Wednesday, 10 January 2018

The National Trust - gunning for trouble

It was very disappointing today to receive an emailed media statement from the National Trust and to discover it remains entrenched in its wish for the hobby of grouse shooting on its Peak District Estates to continue. The ‘No Moor Shooting’ campaign last year by Moorland Vision involved thousands of local people, outdoor and wildlife groups as well as visitors to the Peak District.

Over 7,500 people signed up to tell the National Trust that they no longer wanted to see grouse shooting and the associated illegal killing of birds of prey on these iconic landscapes in their ownership. Even the Derbyshire Wildlife Trust, who submitted a bid to the National Trust to help manage these moorland landscapes around Kinder Scout and Bleaklow for wildlife conservation, had its imaginative proposals rejected. It is sad that the National Trust is under the misguided impression that people intent on shooting one species of bird – the red grouse – just for a sport can do a better job of protecting and enhancing these habitats and ecosystems than the expert wildlife groups and NGOs with whom it would normally cooperate.

Petition at the Snake Pass
It’s unbelievable that the NT media statement quotes Regional Director, Andy Beer as saying: “We’ve made our decision based on what we think is best for nature”. So, this is either a sad reflection on the NT's understanding of what’s best for biodiversity, or naivety over why many species of birds of prey (as well as mountain hares) are killed to protect grouse on our moorlands. Or maybe it's a worrying reflection of their confidence in the Derbyshire Wildlife Trust, with whom they could so easily have partnered to create something amazing here?

For many years there has been a dark cloud of illegal raptor killing, of peat burning and of habitat damage through over-management hanging over these Peak Districts moorlands. Peregrine falcons, goshawks and hen harriers have stood no chance in the Dark Peak against the combined guns and concerted work of gamekeepers determined to eradicate predators, and to increase grouse numbers to unnaturally high densities on both privately-owned grouse shoots and on National Trust-owned land. Because of continuing wildlife crime to support this hobby, these birds are rarely even seen there nowadays, let alone manage to breed.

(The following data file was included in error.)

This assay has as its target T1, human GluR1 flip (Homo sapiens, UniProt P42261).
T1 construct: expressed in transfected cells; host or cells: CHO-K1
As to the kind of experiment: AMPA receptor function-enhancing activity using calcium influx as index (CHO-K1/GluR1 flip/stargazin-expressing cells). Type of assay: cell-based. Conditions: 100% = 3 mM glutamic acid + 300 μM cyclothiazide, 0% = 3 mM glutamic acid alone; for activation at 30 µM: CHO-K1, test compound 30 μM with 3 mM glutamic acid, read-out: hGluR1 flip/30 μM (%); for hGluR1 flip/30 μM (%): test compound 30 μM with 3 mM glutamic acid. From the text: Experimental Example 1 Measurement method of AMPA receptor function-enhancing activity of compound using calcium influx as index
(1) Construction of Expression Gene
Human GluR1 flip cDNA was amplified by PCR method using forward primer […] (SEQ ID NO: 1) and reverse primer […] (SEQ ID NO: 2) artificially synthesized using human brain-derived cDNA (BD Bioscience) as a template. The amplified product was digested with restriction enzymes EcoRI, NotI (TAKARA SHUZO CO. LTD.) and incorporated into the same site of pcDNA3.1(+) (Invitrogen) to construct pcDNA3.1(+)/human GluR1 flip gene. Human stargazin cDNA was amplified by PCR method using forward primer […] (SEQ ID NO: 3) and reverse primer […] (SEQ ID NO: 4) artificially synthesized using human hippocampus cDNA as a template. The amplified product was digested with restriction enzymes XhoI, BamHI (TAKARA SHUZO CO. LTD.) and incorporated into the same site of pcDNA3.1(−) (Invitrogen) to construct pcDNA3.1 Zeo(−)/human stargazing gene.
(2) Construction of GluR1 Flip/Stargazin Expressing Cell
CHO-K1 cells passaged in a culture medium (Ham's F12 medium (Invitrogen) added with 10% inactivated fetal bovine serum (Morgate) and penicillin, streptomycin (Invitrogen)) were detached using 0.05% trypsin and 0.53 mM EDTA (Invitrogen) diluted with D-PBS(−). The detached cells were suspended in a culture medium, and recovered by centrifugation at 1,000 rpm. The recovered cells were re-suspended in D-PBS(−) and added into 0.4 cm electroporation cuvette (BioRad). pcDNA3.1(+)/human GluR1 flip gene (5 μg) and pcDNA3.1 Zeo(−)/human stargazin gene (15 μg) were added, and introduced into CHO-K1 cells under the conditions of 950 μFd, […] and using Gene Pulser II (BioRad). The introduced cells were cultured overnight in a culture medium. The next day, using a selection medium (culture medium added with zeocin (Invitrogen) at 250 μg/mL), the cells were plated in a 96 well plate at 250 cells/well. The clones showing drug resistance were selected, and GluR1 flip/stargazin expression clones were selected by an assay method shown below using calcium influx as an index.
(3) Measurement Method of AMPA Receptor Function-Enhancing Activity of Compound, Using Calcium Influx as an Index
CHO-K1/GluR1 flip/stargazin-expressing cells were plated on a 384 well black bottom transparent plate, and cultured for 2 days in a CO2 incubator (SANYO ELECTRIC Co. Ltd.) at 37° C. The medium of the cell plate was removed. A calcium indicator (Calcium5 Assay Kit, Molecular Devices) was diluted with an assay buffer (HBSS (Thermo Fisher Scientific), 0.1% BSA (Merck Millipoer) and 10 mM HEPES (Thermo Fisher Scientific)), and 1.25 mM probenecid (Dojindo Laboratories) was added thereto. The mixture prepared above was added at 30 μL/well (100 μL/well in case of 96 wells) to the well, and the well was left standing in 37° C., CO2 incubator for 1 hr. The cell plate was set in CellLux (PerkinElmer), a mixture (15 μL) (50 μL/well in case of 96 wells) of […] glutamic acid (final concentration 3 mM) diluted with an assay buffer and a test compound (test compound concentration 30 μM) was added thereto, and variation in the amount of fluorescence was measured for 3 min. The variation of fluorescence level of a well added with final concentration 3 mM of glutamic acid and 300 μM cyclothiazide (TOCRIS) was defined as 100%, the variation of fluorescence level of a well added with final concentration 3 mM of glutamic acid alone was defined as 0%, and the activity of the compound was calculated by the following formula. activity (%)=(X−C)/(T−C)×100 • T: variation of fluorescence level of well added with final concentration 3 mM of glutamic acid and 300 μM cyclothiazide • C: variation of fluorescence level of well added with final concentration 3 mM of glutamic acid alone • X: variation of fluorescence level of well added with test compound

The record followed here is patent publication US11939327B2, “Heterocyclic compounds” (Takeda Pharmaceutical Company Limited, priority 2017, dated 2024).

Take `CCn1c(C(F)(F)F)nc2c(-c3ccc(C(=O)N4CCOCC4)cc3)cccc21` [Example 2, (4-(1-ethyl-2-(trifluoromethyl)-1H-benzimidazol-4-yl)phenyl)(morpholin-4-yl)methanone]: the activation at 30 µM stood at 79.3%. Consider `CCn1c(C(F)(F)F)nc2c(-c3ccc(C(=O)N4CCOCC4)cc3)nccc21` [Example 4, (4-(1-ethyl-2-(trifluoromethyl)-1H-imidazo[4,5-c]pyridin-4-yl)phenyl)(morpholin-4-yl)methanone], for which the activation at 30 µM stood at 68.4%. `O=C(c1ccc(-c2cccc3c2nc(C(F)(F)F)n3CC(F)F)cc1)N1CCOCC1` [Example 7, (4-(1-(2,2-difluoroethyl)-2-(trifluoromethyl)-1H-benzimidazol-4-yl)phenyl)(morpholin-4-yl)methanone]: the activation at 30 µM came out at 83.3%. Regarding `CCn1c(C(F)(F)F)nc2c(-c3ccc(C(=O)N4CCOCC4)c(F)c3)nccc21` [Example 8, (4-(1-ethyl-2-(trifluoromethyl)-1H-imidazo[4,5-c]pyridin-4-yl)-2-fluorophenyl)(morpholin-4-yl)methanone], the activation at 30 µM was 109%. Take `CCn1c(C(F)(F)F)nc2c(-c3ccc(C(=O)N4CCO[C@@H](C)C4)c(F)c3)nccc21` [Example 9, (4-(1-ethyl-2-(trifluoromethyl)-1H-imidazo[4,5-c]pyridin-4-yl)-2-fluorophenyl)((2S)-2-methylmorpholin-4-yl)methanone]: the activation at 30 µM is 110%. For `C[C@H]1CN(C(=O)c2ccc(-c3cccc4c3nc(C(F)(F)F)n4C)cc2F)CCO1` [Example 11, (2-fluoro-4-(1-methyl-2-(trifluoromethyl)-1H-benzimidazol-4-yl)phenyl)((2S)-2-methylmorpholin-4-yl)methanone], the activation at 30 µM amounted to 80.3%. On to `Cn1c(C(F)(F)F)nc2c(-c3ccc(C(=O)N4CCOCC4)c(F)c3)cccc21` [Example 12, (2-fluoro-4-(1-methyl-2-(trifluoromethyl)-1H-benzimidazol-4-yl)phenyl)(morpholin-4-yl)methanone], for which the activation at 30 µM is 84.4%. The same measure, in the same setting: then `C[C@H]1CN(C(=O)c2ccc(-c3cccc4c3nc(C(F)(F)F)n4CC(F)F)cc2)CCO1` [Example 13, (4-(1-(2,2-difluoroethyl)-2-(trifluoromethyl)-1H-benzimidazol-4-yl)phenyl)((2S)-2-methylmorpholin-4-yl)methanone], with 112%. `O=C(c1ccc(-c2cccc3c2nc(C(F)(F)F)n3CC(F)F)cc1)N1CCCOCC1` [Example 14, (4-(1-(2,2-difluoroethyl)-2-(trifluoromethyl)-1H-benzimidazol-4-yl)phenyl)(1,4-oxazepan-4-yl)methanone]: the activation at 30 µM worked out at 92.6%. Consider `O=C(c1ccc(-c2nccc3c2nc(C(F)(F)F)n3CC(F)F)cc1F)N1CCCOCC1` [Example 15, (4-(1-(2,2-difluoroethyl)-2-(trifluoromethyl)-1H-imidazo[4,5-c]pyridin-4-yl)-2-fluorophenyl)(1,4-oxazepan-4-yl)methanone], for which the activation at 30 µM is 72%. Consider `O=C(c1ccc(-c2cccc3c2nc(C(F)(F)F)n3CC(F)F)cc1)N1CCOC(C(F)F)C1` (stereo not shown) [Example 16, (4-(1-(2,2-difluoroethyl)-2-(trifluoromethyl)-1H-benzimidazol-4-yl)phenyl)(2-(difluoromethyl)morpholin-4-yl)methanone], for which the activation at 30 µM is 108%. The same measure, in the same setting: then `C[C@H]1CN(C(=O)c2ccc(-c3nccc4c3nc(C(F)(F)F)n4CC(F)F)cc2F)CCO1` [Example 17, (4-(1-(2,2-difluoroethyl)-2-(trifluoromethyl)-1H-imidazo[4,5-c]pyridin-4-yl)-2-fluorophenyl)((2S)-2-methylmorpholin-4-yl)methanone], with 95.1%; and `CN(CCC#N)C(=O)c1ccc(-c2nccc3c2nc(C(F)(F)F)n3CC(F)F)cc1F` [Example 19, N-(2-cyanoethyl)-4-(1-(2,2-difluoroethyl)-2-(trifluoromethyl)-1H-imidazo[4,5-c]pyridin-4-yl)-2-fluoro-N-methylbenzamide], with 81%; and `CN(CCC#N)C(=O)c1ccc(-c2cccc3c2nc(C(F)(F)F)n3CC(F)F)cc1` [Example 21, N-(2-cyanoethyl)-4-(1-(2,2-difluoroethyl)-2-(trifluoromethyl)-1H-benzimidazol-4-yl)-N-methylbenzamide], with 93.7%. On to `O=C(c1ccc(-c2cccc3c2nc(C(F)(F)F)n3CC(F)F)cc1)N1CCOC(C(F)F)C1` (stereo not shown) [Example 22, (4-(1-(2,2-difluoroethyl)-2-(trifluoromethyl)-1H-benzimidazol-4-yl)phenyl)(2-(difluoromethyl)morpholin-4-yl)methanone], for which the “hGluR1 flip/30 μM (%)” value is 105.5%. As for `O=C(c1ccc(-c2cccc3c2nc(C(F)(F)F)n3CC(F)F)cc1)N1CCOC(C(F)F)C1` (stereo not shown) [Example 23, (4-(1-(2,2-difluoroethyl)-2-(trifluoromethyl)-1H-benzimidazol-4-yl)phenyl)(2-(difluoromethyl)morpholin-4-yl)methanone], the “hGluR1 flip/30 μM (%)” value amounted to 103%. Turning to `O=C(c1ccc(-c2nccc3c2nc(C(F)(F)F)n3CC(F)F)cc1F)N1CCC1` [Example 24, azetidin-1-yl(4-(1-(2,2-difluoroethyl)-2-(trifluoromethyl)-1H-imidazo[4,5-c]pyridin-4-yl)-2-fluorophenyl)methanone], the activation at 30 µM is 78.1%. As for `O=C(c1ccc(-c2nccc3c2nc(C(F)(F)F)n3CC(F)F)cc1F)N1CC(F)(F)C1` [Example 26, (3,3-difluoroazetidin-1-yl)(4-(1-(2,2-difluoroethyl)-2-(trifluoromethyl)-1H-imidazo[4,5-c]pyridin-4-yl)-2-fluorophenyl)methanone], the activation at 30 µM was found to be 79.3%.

The eviction by the National Trust of its previous commercially-motivated shooting tenant (Mark Osborne) – following release of a video of a camouflaged gamekeeper with a gun lying in wait with a bird of prey decoy on NT land - would have been an ideal opportunity for the National Trust. It could have chosen not to seek another tenant, but to create a vast moorland nature reserve in the heart of the Peak District (albeit still surrounded on three sides by continued shooting on other moorland estates.) Here, all wildlife could have been protected and the moorland SSSI restored to a better balance of species,  where anyone seen with a gun would clearly have been up to no good. That was what our campaign tried  to  achieve.
All National Trust-owned land in the Peak District shown purple.
In dark purple are the two NT estates being discussed here.

Sadly that opportunity to work with other conservation partners to help re-wild this part of the Peak District will not now happen. We've been told by NT's Andy Beer that they will now work with new tenants and will run three different models of killing grouse – one walked up shooting, one shooting over dogs,  and the third a predominantly driven shoot. The latter is especially disappointing as evidence has clearly shown that driven grouse shooting is also the 'driver' for so much wildlife crime.  Should raptors fail to return as the  NT vaguely  hopes they  might,  where would the finger point, we wonder? "Wasn't me, guv. Nor me. Me neither".